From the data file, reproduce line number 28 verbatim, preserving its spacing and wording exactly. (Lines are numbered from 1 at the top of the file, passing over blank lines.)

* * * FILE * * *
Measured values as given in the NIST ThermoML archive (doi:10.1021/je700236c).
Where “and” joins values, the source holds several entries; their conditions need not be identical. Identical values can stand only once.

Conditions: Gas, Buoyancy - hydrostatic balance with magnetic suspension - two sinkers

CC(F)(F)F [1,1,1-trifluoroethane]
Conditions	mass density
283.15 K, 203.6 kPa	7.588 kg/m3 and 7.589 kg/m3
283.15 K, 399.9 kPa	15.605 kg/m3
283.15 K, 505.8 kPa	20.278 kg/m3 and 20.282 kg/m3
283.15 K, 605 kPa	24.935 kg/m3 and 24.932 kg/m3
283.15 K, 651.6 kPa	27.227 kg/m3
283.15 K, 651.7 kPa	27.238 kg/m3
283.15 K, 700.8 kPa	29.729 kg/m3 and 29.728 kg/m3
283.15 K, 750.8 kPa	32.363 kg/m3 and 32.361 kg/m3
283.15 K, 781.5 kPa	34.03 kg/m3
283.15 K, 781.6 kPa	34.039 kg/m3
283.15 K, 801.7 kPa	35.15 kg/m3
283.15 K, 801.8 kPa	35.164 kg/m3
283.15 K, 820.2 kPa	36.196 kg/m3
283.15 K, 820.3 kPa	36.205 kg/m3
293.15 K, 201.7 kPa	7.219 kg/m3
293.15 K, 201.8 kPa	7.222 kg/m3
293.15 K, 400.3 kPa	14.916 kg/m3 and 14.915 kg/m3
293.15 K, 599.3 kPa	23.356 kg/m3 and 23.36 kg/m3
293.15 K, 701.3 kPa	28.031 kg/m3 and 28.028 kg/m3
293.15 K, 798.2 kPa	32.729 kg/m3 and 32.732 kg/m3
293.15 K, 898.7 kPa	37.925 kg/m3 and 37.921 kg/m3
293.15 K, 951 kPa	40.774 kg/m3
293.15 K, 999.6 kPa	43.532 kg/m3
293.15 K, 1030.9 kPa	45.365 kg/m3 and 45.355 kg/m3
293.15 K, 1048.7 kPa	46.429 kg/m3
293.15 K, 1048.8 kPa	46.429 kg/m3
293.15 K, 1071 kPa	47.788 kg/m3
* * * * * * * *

293.15 K, 999.6 kPa	43.532 kg/m3